Fish, Charles

Fish was born in Dorset, England in 1830 and arrived at Fort Victoria aboard the Norman Morison along with numerous others 'of the labouring class' on March 24, 1850. It's not clear if Finlayson and Douglas expected the arrival of a contingent of 60 to 80 men [60 according to Judith Hudson Beattie and 80 according to John Sebastian Helmcken] and the combination of makeshift accommodation and unseasonably cold and wet weather resulted in much dissatisfaction amongst the new arrivals. On April 15 Finlayson wrote: "Some of the new recruits from England refused to work for a part of this day because it was raining." Six weeks later, a party of seven men, including Fish, deserted; but, apparently, were recaptured later the same day. In July of the following year Fish had his hand blown off as a consequence of a salute fired by a carronade from the bastion in greeting the arrival of the Tory – a ship arriving from England with his two brothers on board. Dr. Helmcken, who was apparently present, wrote: "Poor fellow he died of ensuing mortification, although I amputated his arm twice."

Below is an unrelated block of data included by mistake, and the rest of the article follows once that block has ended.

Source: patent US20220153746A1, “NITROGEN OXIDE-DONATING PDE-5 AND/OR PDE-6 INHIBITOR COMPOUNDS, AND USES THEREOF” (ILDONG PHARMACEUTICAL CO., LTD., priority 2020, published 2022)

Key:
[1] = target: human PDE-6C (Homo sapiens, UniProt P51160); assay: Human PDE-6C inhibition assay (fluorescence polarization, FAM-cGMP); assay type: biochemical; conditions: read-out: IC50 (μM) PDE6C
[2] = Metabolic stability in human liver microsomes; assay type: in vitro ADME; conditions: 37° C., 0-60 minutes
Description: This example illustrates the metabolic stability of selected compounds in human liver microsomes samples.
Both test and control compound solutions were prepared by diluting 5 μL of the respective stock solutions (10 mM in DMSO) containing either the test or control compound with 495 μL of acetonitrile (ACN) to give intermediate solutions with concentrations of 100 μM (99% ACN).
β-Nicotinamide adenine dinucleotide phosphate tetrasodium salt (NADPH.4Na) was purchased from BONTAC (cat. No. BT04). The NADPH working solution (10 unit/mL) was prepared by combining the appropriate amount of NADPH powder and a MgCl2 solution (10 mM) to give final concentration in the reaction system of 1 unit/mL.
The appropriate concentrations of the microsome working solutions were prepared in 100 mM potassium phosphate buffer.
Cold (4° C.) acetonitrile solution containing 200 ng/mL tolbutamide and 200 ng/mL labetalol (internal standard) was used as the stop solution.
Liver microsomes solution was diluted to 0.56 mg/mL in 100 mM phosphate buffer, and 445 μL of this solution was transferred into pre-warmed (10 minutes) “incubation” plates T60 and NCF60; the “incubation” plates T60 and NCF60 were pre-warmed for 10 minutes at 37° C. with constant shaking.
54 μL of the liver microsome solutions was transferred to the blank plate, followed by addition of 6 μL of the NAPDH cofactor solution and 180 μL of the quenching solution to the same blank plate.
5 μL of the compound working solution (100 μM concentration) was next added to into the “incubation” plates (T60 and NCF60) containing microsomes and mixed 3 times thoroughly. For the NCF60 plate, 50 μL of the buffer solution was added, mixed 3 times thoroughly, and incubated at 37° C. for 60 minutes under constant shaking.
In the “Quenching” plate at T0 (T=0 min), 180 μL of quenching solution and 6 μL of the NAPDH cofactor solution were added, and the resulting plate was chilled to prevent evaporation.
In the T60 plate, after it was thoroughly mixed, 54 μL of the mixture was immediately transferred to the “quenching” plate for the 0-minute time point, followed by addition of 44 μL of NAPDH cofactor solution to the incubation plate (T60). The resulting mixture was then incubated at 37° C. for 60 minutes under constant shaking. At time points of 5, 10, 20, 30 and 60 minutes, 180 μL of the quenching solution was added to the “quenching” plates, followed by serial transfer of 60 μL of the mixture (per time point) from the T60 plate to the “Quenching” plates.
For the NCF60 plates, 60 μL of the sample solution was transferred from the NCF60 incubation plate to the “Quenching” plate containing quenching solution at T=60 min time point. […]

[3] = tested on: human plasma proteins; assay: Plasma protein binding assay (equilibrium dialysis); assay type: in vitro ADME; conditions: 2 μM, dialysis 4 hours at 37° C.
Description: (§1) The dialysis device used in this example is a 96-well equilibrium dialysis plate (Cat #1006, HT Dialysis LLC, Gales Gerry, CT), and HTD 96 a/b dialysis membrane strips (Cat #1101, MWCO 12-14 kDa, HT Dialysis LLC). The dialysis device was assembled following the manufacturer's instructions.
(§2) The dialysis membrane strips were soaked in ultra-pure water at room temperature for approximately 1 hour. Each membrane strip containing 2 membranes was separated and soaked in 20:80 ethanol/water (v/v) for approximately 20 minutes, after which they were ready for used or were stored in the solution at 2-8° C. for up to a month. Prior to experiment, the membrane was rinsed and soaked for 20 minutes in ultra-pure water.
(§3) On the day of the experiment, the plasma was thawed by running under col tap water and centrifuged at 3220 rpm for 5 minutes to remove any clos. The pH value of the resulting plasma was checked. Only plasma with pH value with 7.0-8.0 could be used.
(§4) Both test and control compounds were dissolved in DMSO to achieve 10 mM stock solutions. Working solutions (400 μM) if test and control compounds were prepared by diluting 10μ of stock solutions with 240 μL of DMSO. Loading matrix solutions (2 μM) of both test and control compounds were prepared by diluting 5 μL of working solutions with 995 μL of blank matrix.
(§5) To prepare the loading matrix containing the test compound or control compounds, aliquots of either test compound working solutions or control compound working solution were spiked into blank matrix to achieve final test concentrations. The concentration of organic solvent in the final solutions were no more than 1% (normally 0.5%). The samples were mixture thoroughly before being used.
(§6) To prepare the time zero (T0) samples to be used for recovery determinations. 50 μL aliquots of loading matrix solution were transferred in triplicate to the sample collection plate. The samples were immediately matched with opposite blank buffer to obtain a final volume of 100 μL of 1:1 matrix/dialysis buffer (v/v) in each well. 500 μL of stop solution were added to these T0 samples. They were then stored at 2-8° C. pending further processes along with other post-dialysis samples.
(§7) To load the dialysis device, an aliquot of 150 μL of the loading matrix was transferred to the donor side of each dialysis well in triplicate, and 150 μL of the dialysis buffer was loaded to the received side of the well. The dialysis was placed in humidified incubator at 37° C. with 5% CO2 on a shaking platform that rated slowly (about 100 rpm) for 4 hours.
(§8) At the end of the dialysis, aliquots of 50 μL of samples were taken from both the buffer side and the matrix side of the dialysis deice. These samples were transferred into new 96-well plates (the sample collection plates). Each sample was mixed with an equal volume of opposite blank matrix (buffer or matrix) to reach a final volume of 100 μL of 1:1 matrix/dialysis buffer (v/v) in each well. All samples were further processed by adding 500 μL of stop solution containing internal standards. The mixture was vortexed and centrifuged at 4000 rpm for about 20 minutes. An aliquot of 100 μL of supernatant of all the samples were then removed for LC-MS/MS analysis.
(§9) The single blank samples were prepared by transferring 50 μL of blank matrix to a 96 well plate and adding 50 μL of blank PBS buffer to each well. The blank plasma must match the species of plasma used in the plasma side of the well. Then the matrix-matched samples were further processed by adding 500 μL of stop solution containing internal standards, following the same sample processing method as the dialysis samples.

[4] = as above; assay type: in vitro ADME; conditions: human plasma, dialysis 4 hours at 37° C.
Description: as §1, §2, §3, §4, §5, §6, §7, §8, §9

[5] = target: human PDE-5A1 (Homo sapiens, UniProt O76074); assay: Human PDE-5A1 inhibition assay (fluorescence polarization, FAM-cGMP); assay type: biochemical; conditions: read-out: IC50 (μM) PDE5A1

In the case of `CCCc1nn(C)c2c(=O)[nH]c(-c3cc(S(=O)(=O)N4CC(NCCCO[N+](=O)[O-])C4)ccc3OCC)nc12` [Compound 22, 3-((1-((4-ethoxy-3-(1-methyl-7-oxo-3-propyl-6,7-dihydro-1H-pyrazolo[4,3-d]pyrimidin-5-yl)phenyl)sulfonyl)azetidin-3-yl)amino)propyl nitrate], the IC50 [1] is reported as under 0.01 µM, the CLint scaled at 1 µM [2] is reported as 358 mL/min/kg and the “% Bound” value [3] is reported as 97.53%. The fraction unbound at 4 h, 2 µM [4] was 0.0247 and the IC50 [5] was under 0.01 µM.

• Beattie, Judith Hudson and Helen M. Buss, ed. Undelivered Letters to Hudson's Bay Company Men on the Northwest Coast of America, 1830-57. Vancouver: University of British Columbia Press, 2003.
  • “Fish, Charles.” Norman Morison Passenger Lists, 1849-50.
  • Smith, Dorothy Blakey, ed. The Reminiscences of Doctor John Sebastian Helmcken. Vancouver: University of British Columbia Press, 1975.
  • Stricker, Judith. "Charles, James and Robert Fish."
Graham Brazier